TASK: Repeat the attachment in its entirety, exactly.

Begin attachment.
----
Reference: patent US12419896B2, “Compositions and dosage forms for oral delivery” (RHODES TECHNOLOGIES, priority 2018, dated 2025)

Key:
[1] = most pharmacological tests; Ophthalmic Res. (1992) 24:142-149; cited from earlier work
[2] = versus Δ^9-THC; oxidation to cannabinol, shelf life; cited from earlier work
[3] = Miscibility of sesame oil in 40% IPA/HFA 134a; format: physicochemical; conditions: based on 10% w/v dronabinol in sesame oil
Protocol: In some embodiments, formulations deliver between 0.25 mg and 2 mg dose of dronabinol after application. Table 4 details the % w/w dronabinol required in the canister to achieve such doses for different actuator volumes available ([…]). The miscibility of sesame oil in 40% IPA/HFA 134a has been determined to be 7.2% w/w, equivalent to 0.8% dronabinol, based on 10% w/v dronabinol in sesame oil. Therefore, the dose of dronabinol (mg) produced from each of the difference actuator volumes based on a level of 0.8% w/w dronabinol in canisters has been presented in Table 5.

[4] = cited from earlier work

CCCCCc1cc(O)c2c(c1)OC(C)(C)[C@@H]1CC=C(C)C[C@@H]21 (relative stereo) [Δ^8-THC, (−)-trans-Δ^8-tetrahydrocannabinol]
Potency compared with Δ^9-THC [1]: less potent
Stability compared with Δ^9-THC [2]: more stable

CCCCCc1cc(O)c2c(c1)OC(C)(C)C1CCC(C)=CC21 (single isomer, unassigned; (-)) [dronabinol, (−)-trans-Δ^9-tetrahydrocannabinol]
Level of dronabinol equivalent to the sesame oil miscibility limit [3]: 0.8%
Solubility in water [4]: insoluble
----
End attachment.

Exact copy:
Reference: patent US12419896B2, “Compositions and dosage forms for oral delivery” (RHODES TECHNOLOGIES, priority 2018, dated 2025)

Key:
[1] = most pharmacological tests; Ophthalmic Res. (1992) 24:142-149; cited from earlier work
[2] = versus Δ^9-THC; oxidation to cannabinol, shelf life; cited from earlier work
[3] = Miscibility of sesame oil in 40% IPA/HFA 134a; format: physicochemical; conditions: based on 10% w/v dronabinol in sesame oil
Protocol: In some embodiments, formulations deliver between 0.25 mg and 2 mg dose of dronabinol after application. Table 4 details the % w/w dronabinol required in the canister to achieve such doses for different actuator volumes available ([…]). The miscibility of sesame oil in 40% IPA/HFA 134a has been determined to be 7.2% w/w, equivalent to 0.8% dronabinol, based on 10% w/v dronabinol in sesame oil. Therefore, the dose of dronabinol (mg) produced from each of the difference actuator volumes based on a level of 0.8% w/w dronabinol in canisters has been presented in Table 5.

[4] = cited from earlier work

CCCCCc1cc(O)c2c(c1)OC(C)(C)[C@@H]1CC=C(C)C[C@@H]21 (relative stereo) [Δ^8-THC, (−)-trans-Δ^8-tetrahydrocannabinol]
Potency compared with Δ^9-THC [1]: less potent
Stability compared with Δ^9-THC [2]: more stable

CCCCCc1cc(O)c2c(c1)OC(C)(C)C1CCC(C)=CC21 (single isomer, unassigned; (-)) [dronabinol, (−)-trans-Δ^9-tetrahydrocannabinol]
Level of dronabinol equivalent to the sesame oil miscibility limit [3]: 0.8%
Solubility in water [4]: insoluble